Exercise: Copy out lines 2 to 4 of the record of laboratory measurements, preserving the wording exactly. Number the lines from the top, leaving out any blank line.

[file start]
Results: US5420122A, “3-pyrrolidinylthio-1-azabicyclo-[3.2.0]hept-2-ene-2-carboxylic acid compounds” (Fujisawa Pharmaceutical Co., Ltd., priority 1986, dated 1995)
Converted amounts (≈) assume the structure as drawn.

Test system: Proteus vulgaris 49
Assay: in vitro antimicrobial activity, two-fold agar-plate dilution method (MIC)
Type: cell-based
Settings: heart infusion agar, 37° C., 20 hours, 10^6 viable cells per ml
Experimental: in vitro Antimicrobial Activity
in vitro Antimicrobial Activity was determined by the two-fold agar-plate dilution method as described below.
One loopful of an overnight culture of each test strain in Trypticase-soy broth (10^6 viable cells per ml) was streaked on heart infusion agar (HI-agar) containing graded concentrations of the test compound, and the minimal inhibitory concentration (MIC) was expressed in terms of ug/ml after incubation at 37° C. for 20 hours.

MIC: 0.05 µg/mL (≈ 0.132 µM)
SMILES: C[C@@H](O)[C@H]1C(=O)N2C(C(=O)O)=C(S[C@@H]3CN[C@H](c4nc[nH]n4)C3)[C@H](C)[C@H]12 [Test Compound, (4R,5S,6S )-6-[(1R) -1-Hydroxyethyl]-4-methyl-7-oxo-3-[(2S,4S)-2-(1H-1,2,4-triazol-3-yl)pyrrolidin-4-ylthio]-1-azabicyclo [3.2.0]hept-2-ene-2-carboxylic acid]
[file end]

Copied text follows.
Converted amounts (≈) assume the structure as drawn.

Test system: Proteus vulgaris 49
Assay: in vitro antimicrobial activity, two-fold agar-plate dilution method (MIC)